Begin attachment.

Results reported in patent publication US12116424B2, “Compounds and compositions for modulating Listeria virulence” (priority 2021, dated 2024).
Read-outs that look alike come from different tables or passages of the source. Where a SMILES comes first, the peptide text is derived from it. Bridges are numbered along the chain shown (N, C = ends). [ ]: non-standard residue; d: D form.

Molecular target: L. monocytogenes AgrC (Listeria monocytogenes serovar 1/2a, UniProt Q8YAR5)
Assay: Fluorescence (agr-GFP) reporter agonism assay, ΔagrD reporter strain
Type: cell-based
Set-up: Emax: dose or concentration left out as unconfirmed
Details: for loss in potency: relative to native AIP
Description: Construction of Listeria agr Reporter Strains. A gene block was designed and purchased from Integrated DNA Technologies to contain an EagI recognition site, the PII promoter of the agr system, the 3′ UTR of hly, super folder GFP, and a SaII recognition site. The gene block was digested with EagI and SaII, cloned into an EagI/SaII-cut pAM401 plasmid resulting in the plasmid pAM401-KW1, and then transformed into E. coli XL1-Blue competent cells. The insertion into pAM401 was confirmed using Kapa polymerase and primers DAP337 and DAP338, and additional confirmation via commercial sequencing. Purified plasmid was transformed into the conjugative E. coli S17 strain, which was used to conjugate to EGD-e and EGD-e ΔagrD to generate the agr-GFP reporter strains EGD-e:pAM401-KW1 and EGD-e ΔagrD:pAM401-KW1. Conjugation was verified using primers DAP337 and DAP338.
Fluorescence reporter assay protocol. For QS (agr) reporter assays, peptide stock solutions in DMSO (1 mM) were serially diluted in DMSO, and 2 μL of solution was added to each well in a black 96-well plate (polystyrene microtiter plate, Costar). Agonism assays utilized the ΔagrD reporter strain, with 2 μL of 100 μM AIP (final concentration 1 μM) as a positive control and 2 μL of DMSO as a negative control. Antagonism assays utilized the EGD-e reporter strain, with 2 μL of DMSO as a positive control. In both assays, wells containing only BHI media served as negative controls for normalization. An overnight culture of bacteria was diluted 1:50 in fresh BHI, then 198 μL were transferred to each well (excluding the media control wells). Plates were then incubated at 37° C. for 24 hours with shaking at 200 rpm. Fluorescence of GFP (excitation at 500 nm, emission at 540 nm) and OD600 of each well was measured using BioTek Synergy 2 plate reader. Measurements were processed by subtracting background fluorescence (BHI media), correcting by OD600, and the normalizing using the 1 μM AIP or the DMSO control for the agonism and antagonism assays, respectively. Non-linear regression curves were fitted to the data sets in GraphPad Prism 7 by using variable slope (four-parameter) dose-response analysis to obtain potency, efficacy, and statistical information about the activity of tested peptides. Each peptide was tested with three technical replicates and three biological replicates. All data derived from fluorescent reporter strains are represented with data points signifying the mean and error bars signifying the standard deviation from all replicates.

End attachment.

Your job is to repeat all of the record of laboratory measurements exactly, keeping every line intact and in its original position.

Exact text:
Results reported in patent publication US12116424B2, “Compounds and compositions for modulating Listeria virulence” (priority 2021, dated 2024).
Read-outs that look alike come from different tables or passages of the source. Where a SMILES comes first, the peptide text is derived from it. Bridges are numbered along the chain shown (N, C = ends). [ ]: non-standard residue; d: D form.

Molecular target: L. monocytogenes AgrC (Listeria monocytogenes serovar 1/2a, UniProt Q8YAR5)
Assay: Fluorescence (agr-GFP) reporter agonism assay, ΔagrD reporter strain
Type: cell-based
Set-up: Emax: dose or concentration left out as unconfirmed
Details: for loss in potency: relative to native AIP
Description: Construction of Listeria agr Reporter Strains. A gene block was designed and purchased from Integrated DNA Technologies to contain an EagI recognition site, the PII promoter of the agr system, the 3′ UTR of hly, super folder GFP, and a SaII recognition site. The gene block was digested with EagI and SaII, cloned into an EagI/SaII-cut pAM401 plasmid resulting in the plasmid pAM401-KW1, and then transformed into E. coli XL1-Blue competent cells. The insertion into pAM401 was confirmed using Kapa polymerase and primers DAP337 and DAP338, and additional confirmation via commercial sequencing. Purified plasmid was transformed into the conjugative E. coli S17 strain, which was used to conjugate to EGD-e and EGD-e ΔagrD to generate the agr-GFP reporter strains EGD-e:pAM401-KW1 and EGD-e ΔagrD:pAM401-KW1. Conjugation was verified using primers DAP337 and DAP338.
Fluorescence reporter assay protocol. For QS (agr) reporter assays, peptide stock solutions in DMSO (1 mM) were serially diluted in DMSO, and 2 μL of solution was added to each well in a black 96-well plate (polystyrene microtiter plate, Costar). Agonism assays utilized the ΔagrD reporter strain, with 2 μL of 100 μM AIP (final concentration 1 μM) as a positive control and 2 μL of DMSO as a negative control. Antagonism assays utilized the EGD-e reporter strain, with 2 μL of DMSO as a positive control. In both assays, wells containing only BHI media served as negative controls for normalization. An overnight culture of bacteria was diluted 1:50 in fresh BHI, then 198 μL were transferred to each well (excluding the media control wells). Plates were then incubated at 37° C. for 24 hours with shaking at 200 rpm. Fluorescence of GFP (excitation at 500 nm, emission at 540 nm) and OD600 of each well was measured using BioTek Synergy 2 plate reader. Measurements were processed by subtracting background fluorescence (BHI media), correcting by OD600, and the normalizing using the 1 μM AIP or the DMSO control for the agonism and antagonism assays, respectively. Non-linear regression curves were fitted to the data sets in GraphPad Prism 7 by using variable slope (four-parameter) dose-response analysis to obtain potency, efficacy, and statistical information about the activity of tested peptides. Each peptide was tested with three technical replicates and three biological replicates. All data derived from fluorescent reporter strains are represented with data points signifying the mean and error bars signifying the standard deviation from all replicates.